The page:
“He often had trouble articulating the details of many of the operations, many of the incantations, of what goes on here at the White House and he had a difficult time expressing those thoughts,” said Miklaszewski. “It appeared he sometimes didn’t even have a grasp of them. And quite frankly, according to one senior official, the White House and the DOD leadership pretty much lost confidence in Hagel.”
Pentagon officials and members of the administration have said Hagel struggled to lead at the Pentagon and be a strong voice within the president's inner circle. Still, he is the not the first defense secretary to lose his job following midterm losses for the president he serves. Donald Rumsfeld also was fired by former President George H.W. Bush following midterm losses to the Republican party in 2006.
When asked during a PBS interview this month if he was concerned with rumors that Obama wants to change his national security team, including possibly his secretary of defense, Hagel told Charlie Rose, "I don't get up in the morning worried about my job."
The Obama administration has been trying to defeat Islamic militants whose influence is growing in Iraq and neighboring Syria. It is also extending its force commitment in Afghanistan, still trying to bring a close to the detention facility at Guantanamo Bay, secure a nuclear deal with Iran, and attempt to contain Russia as it moves into Ukraine.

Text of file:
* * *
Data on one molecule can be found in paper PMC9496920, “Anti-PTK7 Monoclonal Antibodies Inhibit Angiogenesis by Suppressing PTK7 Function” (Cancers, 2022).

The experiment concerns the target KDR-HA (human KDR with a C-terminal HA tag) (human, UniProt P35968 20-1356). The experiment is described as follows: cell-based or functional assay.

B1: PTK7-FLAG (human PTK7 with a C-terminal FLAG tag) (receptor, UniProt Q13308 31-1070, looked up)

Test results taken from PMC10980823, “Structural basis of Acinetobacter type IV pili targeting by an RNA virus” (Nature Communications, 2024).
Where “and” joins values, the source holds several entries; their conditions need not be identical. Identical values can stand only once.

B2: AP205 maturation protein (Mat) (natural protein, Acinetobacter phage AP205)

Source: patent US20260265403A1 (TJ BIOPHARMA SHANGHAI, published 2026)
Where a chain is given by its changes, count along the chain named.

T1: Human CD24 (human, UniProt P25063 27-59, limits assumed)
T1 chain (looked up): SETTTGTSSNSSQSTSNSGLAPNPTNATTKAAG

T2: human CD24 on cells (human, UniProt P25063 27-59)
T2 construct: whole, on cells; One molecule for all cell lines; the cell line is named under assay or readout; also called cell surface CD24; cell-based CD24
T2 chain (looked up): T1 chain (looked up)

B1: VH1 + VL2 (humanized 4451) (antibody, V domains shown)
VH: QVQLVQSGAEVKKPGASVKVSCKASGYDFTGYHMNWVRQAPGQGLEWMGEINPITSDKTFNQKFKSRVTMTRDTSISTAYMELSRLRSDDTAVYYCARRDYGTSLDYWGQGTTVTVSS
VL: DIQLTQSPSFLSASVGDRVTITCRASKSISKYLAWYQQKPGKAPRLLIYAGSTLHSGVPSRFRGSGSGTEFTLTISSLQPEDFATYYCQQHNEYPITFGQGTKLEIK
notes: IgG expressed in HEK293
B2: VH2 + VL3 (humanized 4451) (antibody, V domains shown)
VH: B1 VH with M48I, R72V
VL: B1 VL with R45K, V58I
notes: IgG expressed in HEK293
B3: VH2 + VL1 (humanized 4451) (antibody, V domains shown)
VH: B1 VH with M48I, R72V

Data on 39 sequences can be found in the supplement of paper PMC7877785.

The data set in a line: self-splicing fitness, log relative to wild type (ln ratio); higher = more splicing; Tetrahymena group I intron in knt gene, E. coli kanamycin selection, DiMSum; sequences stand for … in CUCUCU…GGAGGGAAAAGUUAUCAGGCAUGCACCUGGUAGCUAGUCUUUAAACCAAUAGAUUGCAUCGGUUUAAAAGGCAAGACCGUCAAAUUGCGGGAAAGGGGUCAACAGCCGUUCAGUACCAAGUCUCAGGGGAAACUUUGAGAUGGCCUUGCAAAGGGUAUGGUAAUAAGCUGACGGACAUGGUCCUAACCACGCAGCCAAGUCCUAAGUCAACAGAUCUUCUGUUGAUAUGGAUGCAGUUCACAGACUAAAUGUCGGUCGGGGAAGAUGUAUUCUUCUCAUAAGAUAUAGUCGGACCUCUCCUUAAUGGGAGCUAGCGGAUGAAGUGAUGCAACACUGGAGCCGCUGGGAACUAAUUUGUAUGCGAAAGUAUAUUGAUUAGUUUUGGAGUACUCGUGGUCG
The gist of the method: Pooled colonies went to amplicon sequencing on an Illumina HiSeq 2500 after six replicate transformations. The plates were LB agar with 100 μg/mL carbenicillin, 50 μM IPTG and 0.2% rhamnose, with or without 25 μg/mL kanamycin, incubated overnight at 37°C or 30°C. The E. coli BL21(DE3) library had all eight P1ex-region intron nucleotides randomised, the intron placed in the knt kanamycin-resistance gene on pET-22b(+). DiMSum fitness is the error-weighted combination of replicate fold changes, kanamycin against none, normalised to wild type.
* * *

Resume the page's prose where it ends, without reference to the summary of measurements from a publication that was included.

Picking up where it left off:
White House Press Secretary Josh Earnest on Monday said that "there has already been work done" in selecting a new defense secretary, adding that "another secretary might be better suited" in the fight against ISIL.
Republican Senator John McCain, who takes over senate arms services in January and will lead the confirmation hearing of the new defense secretary, praised Hagel today, but had in fact been especially confrontational with him at hearings.
"Secretary Chuck Hagel and I have had our differences over many years, but I have always considered him a friend, a patriot, and a dedicated public servant who has always put our country first and the needs of our men and women in uniform above his own," McCain said in a statement.